How people's attention flows on the web
05 February 2013
Over the last year or so, we’ve been very aggressively, proactively cutting down on agency retainers not only because we have the cost pressures everybody does, but also why should we be paying agencies for them to take that knowledge? There’s no real long-term value for Nokia. The right investment is for us to have the right people internally.
The above is a quote from Tejal Patel of Nokia. She is spot on. If you are committing effort to your presence on the web and people’s perception of you as shaped by that presence then in my opinion you need a team with an implicit sense of:
- The narrative sense the business generates through its activities
- The historicity of the business
- The place of the business within the wider industry
- The place of the business within the wider culture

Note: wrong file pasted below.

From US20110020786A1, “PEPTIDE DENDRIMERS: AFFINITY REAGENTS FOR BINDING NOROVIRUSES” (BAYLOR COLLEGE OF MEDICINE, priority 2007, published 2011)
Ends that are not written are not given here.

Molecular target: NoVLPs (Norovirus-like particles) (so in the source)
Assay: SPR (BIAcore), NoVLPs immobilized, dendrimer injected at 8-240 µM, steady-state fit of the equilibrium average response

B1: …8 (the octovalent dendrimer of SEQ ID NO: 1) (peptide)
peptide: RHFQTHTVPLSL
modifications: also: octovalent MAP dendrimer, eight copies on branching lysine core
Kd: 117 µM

- How each incremental piece of work fits into the above
This web presence can and should be the canonical source of everything about the business, encompassing the points I allude to above.
This is a very different proposition to the typical agency campaign-driven model of working. In fact, such a team can improve campaign-based work because of their long-term focus and understanding. As such I see these efficient, internal teams becoming the people who lead agency activity on the occasion that such work is required.
Businesses do not need ‘marketing managers’ whose responsibility is juggling the overlaps between multiple agencies; they need doers whose growing abilities and expertise are kept in-house, who pass on this knowledge and make it the fabric of the business.
Note: I should point out that the article I quote from refers to Nokia as a ‘social brand’ which I disagree with. Tejal Patel also refers to Nokia as a ‘challenger brand’ which I also disagree with. If you want to read a very long analysis of Nokia’s woes then try this.